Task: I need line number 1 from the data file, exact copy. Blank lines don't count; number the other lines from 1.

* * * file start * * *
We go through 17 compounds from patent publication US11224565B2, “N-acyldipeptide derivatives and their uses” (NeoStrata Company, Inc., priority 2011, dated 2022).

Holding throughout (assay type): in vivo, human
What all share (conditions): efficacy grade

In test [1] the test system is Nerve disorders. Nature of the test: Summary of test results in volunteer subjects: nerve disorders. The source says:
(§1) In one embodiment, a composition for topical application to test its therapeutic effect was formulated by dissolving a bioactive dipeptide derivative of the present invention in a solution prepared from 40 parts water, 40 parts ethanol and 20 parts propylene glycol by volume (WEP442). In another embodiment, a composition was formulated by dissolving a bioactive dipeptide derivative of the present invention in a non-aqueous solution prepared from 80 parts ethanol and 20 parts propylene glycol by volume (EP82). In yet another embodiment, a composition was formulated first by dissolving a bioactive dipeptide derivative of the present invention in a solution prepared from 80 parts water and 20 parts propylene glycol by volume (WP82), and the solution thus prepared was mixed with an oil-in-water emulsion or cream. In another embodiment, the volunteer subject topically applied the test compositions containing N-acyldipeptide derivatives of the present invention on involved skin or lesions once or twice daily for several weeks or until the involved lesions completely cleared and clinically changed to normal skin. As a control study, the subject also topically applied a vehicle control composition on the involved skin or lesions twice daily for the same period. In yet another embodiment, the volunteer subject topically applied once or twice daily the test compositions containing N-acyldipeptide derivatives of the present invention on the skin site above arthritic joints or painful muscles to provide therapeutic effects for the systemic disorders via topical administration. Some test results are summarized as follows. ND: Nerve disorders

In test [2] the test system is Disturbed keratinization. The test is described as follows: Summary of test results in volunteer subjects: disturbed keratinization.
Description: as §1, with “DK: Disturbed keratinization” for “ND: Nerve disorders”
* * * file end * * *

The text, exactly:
We go through 17 compounds from patent publication US11224565B2, “N-acyldipeptide derivatives and their uses” (NeoStrata Company, Inc., priority 2011, dated 2022).